Description of Petroleum Refining Processes and Related Health and Safety Considerations

Crude Oil Pretreatment (Desalting)

  1. Description
  2. Crude oil often contains water, inorganic salts, suspended solids, and water-soluble trace metals. As a first step in the refining process, to reduce corrosion, plugging, and fouling of equipment and to prevent poisoning the catalysts in processing units, these contaminants must be removed by desalting (dehydration).
  3. The two most typical methods of crude-oil desalting, chemical and electrostatic separation, use hot water as the extraction agent. In chemical desalting, water and chemical surfactant (demulsifiers) are added to the crude, heated so that salts and other impurities dissolve into the water or attach to the water, and then held in a tank where they settle out. Electrical desalting is the application of high-voltage electrostatic charges to concentrate suspended water globules in the bottom of the settling tank. Surfactants are added only when the crude has a large amount of suspended solids. Both methods of desalting are continuous. A third and less-common process involves filtering heated crude using diatomaceous earth.


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Other Refinery Operations

  1. Heat Exchangers, Coolers, and Process Heaters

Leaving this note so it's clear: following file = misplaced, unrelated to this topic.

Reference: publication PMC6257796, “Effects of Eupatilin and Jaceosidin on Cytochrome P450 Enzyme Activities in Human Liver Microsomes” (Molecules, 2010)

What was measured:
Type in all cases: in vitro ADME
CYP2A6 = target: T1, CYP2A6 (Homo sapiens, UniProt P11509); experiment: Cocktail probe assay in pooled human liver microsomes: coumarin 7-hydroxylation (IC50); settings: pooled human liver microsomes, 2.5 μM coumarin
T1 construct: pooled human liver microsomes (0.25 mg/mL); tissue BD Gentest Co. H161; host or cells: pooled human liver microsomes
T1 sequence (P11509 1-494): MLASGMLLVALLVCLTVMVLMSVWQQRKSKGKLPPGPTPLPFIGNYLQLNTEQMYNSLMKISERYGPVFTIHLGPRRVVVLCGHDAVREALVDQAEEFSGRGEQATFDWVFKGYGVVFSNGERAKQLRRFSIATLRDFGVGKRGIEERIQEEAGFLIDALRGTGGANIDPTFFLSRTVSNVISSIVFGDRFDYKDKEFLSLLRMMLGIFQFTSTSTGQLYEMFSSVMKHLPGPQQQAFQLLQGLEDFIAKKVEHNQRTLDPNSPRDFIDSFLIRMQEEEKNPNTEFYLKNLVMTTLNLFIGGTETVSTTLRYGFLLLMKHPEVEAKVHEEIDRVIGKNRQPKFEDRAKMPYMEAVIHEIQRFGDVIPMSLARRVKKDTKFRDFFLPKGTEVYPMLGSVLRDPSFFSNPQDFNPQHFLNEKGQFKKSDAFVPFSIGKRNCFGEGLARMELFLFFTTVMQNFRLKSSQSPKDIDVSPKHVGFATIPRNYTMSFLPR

2. Heating Operations. Process heaters and heat exchangers preheat feedstock in distillation towers and in refinery processes to reaction temperatures. Heat exchangers use either steam or hot hydrocarbon transferred from some other section of the process for heat input. The heaters are usually designed for specific process operations, and most are of cylindrical vertical or box-type designs. The major portion of heat provided to process units comes from fired heaters fueled by refinery or natural gas, distillate, and residual oils. Fired heaters are found on crude and reformer preheaters, coker heaters, and large-column reboilers.
  3. Cooling Operations. Heat also may be removed from some processes by air and water exchangers, fin fans, gas and liquid coolers, and overhead condensers, or by transferring heat to other systems. The basic mechanical vapor-compression refrigeration system, which may serve one or more process units, includes an evaporator, compressor, condenser, controls, and piping. Common coolants are water, alcohol/water mixtures, or various glycol solutions.


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